Mapplethorpe, a body of scandal
Dominates the Paris art calendar this spring with two landmark exhibitions. Judith Benhamou–Huet, art critic, and writer Arthur Dreyfus fathom the mystery of an unwittingly scandalous artist on a perpetual journey between good and evil.
— “I like these photos for their classic simplicity, and also for the way he looked for beauty in everything,” declared film–maker Sofia Coppola, who in 2011 curated a Mapplethorpe exhibition at Galerie Thaddaeus Ropac in Paris. Three years later this foremost American photographer, who died in 1989, returns with ever greater force in an exhibition of more than two hundred of his works at the Grand Palais in Paris. They document every aspect of his brief but intense career. At the same time, at the Rodin Museum, some one hundred of Mapplethorpe’s photos are being shown in unexpected juxtaposition with pieces by the French sculptor. Both great modern artists worked with classical forms of expression, each with the same attention to detail and each asserting obsessive sexual desire. Within the same framework of black and white in a square format, Mapplethorpe made violent transitions between crude representations of the human body ( including his own ) and still life ( flowers, fruit, marble statuary, etc. ) in a fascinating volumetric of perishable and imperishable forms. Judith Benhamou–Huet, a journalist who specialises in the art market, is co– curator of the exhibition at the Rodin Museum and author of Dans la vie noire et blanche de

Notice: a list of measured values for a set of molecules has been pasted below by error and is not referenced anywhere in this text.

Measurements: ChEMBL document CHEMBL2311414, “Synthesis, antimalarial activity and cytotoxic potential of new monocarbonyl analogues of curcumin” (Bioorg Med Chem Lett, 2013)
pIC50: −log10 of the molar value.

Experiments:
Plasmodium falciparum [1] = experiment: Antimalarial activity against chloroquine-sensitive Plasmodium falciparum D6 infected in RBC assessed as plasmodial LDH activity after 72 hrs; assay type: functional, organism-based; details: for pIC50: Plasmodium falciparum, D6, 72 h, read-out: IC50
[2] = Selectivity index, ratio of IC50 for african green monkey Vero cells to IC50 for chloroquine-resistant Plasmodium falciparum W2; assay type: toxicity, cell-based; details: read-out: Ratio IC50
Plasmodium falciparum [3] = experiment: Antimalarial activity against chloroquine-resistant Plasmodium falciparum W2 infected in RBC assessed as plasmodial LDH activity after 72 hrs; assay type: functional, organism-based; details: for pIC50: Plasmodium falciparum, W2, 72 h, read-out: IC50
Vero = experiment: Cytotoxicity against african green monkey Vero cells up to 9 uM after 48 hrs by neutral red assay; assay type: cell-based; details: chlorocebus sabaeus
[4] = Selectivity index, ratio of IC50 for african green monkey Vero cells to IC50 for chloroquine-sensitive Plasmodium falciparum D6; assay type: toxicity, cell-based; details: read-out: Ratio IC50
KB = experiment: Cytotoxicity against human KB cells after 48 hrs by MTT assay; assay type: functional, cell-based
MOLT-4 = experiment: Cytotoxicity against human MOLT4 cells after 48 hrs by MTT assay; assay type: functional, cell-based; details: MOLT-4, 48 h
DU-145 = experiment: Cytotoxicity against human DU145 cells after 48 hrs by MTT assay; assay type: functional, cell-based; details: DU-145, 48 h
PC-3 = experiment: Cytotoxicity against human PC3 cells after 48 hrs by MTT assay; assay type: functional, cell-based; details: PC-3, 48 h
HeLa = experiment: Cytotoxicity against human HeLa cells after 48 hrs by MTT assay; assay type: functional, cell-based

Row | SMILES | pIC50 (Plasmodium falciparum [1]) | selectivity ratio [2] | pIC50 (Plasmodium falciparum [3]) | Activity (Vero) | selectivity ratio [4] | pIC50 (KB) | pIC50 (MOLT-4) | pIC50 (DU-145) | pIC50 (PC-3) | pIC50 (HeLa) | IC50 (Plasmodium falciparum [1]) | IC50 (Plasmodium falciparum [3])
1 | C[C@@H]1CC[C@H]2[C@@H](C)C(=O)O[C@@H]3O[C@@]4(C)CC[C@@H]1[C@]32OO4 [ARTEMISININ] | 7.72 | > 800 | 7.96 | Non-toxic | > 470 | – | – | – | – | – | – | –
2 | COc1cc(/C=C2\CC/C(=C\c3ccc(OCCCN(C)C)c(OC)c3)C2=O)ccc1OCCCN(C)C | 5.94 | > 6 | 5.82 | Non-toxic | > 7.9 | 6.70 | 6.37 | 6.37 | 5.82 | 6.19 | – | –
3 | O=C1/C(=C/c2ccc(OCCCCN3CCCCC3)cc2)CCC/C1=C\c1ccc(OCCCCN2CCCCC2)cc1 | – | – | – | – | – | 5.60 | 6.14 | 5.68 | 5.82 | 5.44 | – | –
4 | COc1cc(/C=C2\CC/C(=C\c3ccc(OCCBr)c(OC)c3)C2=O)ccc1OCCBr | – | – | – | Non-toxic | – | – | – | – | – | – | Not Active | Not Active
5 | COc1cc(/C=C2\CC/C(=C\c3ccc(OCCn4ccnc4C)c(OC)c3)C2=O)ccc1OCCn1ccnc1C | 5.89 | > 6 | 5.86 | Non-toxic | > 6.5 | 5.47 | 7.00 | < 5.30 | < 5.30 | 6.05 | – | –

Robert Mapplethorpe ( Grasset ). She talked at length with the people who were close to Mapplethorpe — agents, lovers, nighthawks — and who witnessed the highs and lows in the extraordinary career of a middle–class boy who became the darling of Manhattan, who photographed rock stars and artists, flaunted his love of S& M and his fascination with black men, and like an artful dodger picked his way through the web of New York society life. Judith Benhamou–Huet sees Mapplethorpe’s work as being at a crossroads between biographical and conceptual; he spawned the idea of art that reconciles, that takes us unawares yet is immediately appealing, seduces yet retains its mystery. Like Mapplethorpe the man, a devil with an angel’s face.
Self–Portrait, circa 1973.